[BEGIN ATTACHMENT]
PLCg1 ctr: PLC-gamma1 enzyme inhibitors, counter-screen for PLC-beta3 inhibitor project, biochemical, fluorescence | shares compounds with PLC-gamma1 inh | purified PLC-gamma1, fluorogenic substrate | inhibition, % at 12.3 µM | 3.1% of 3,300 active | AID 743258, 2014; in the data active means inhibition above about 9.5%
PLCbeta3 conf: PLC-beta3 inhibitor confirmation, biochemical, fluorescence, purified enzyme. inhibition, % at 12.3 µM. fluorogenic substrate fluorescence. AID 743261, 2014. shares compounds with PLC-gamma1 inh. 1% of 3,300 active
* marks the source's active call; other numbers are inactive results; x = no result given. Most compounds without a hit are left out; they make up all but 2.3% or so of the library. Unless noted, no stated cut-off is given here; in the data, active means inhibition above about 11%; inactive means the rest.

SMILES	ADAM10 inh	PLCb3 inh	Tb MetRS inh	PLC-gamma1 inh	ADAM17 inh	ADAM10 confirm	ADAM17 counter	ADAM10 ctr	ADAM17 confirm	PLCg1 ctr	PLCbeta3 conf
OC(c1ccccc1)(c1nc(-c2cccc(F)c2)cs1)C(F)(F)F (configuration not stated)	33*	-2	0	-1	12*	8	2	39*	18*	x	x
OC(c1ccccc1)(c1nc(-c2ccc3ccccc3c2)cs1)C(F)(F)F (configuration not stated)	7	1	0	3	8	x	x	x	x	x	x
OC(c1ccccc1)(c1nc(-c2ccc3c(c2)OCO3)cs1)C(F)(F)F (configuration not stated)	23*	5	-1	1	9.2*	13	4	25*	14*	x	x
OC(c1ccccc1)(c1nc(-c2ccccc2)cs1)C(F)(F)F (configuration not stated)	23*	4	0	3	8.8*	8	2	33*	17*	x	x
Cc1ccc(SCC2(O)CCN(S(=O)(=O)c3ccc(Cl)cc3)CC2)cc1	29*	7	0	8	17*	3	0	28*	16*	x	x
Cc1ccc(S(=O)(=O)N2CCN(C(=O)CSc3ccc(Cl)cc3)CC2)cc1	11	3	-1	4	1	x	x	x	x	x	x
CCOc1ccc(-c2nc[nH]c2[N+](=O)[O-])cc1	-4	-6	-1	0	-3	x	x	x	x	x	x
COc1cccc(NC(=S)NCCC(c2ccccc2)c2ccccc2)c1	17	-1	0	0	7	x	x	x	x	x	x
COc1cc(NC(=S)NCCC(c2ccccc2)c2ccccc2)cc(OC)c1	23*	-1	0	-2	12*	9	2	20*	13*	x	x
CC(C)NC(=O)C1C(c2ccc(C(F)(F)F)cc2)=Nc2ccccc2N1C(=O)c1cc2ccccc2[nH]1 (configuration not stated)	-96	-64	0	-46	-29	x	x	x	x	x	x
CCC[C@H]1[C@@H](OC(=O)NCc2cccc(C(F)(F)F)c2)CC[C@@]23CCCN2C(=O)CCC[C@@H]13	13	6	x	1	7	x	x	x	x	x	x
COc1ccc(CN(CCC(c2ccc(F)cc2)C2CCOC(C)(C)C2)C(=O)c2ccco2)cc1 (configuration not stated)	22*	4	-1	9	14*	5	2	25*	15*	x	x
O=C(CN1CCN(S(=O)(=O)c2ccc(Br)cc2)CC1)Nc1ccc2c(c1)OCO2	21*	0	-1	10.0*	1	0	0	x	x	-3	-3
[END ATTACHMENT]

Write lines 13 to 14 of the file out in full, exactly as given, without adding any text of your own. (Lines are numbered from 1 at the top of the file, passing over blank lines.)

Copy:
COc1cc(NC(=S)NCCC(c2ccccc2)c2ccccc2)cc(OC)c1	23*	-1	0	-2	12*	9	2	20*	13*	x	x
CC(C)NC(=O)C1C(c2ccc(C(F)(F)F)cc2)=Nc2ccccc2N1C(=O)c1cc2ccccc2[nH]1 (configuration not stated)	-96	-64	0	-46	-29	x	x	x	x	x	x